Z For Zachariah’s beauty is its simplicity, Zobel telling the story with a minimum of fuss and resisting easy explanations for his characters’ actions. When Ann begins to fall for John, it’s unclear whether they have a real connection or if it’s because they’re the only people they’ve seen in so long. Likewise, the growing bond between Caleb and Ann is teasingly mysterious.

Is it because they’re both religious, unlike John? Or is it because, as John suspects, they’re both white while he is black? (And, for that matter, is Caleb actually religious, or merely saying that to woo Ann?) Much like Compliance asked the viewer to question how a malicious prank caller could sucker the film’s fast-food employees — and why they would dutifully obey foolish orders from their superiors — Z For Zachariah serves up a scenario without commentary, leaving us to fill in the blanks with our experiences and attitudes.

All three actors shine, particularly Robbie, who shows far more grit and depth than she did in her fizzy, ditzy breakthrough performance in The Wolf Of Wall Street. Ejiofor gives the most introspective, tortured turn, portraying John as a good man who can’t transcend his own petty jealousies. As for Pine, Caleb may be his most menacing character. We’re used to him as the swaggering, harmless Captain Kirk in the Star Trek reboot — or, quite memorably, as the painfully vain Prince Charming of the recent Into The Woods. Z For Zachariah gives him another gear to try, turning Caleb into a charmer we never can trust. He doesn’t do anything outwardly hostile, but there’s a flicker in his eyes that keeps us on edge.

This uncomfortable romantic triangle drives the slim story and, unfortunately, Zobel doesn’t execute every delicate plot twist with authority. Trying to strip away the grandeur of the post-apocalyptic drama to get to the heart of our shared failings, Zobel can’t help but stumble over a few genre clichés. But the resolution does a good job of leaving us without many answers. We walk away from the experience wondering if humanity can ever outrun the foibles that make us human in the first place, even when our very survival hangs in the balance.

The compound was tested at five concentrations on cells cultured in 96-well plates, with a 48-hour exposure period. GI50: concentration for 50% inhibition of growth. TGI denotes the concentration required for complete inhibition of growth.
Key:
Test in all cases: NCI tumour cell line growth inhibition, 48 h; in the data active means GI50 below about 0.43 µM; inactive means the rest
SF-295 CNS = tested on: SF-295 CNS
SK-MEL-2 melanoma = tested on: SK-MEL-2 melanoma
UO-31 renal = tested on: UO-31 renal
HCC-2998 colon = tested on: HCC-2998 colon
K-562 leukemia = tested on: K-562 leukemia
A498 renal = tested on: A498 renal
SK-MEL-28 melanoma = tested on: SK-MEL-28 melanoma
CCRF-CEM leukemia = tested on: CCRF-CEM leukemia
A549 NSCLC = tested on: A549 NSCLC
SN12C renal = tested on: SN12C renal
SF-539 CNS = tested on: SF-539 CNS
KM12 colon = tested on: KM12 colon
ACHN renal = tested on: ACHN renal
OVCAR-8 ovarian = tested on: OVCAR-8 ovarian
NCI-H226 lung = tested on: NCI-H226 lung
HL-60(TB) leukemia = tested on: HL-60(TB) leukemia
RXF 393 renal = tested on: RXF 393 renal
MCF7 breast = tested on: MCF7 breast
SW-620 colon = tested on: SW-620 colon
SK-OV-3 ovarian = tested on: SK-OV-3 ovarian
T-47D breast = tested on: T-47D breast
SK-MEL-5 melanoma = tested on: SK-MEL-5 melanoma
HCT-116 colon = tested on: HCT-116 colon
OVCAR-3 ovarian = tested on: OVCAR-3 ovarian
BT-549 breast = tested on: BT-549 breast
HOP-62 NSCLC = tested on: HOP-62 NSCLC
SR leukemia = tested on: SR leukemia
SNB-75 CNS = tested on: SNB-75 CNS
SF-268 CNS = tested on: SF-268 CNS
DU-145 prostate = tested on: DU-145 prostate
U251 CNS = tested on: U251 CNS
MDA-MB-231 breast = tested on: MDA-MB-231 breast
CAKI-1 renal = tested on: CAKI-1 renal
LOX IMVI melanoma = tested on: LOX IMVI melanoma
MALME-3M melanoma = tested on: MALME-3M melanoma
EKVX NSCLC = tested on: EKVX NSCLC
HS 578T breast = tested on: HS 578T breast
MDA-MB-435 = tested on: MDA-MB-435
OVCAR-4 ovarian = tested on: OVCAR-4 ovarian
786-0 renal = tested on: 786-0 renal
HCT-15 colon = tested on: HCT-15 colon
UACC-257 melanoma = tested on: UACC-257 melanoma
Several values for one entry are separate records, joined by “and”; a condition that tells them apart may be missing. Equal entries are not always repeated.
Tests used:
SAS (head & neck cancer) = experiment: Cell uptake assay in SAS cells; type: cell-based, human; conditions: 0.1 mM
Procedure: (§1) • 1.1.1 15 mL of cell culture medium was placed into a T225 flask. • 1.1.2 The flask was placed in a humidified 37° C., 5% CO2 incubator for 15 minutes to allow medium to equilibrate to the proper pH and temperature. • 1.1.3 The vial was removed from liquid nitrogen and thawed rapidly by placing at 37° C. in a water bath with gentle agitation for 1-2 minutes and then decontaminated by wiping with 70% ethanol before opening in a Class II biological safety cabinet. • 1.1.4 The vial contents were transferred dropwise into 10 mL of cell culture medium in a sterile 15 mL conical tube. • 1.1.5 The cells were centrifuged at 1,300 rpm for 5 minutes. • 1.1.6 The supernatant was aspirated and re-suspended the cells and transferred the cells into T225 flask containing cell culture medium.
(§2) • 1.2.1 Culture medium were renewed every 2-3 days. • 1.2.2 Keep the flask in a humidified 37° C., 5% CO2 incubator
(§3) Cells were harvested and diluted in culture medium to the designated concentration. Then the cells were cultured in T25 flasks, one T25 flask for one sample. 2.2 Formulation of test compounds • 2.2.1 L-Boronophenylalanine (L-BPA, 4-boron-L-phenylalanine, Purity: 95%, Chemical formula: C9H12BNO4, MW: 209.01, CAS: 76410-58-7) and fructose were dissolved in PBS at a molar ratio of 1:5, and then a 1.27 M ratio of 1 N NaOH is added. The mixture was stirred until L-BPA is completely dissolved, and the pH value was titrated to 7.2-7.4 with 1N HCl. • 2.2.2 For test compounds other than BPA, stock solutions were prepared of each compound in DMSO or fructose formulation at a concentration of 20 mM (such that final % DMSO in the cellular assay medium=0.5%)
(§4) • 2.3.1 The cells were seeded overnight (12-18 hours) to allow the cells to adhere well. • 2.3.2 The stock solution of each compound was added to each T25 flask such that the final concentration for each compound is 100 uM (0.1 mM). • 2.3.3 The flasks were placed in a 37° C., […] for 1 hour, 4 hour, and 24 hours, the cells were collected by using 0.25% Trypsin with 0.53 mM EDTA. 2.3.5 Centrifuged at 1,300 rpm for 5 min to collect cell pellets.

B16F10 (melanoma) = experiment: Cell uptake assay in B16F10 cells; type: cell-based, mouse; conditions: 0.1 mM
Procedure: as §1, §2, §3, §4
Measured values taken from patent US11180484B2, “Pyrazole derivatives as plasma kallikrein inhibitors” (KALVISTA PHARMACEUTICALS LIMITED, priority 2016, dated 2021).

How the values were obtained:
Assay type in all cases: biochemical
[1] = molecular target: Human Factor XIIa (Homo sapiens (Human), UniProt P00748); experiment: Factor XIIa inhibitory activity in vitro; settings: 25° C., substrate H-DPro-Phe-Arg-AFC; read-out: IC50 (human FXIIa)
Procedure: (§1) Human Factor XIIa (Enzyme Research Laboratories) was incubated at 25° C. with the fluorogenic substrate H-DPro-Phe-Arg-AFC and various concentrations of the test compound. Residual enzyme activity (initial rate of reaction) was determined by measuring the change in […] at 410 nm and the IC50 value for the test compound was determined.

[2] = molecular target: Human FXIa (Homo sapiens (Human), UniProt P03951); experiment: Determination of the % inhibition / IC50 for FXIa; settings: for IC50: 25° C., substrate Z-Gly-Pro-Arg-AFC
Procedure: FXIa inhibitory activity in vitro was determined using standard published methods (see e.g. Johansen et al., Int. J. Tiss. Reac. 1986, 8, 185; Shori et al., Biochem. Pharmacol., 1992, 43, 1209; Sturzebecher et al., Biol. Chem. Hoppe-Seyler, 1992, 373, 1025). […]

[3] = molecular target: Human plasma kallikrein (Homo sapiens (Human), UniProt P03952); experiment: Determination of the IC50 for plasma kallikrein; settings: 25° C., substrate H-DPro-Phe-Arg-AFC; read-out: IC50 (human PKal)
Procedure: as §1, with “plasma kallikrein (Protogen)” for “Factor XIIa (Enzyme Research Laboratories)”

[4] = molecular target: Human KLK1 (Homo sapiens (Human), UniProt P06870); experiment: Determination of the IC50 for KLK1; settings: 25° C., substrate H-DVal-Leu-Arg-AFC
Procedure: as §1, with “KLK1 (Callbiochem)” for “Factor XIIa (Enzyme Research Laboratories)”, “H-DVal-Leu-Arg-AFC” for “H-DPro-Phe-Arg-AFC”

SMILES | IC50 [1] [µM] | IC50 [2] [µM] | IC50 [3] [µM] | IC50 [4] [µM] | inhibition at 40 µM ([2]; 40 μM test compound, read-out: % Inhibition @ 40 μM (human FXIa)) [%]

Production companies: Lionsgate, Grindstone Entertainment Group, Silver Reel, Lucky Hat Entertainment, Lotus Entertainment, Night Fox Entertainment, Zik Zak Filmworks, Sighvatsson Films, Material

US distribution: Roadside Attractions, www.roadsideattractions.com

Producers: Sigurjon Sighvatsson, Thor Sighvatsson, Skuli Malmquist, Tobey Maguire, Matthew Plouffe, Sophia Lin

Executive producers: Gary Ross, Steve Bannatyne, Claudia Bluemhuber, Craig Zobel, Paul Grimsson, Florian Dargel, Robert Williams, Timothy Christian, Ryan Johnson, Barry Brooker, Stan Wertlieb, Jim Seibel, Bill Johnson, Ara Keshishian

Screenplay: Nissar Modi, based on the book by Robert C. O’Brien

Cinematography: Tim Orr

Editor: Jane Rizzo

Production designer: Matt Munn

Music: Heather McIntosh

Main cast: Chiwetel Ejiofor, Margot Robbie, Chris Pine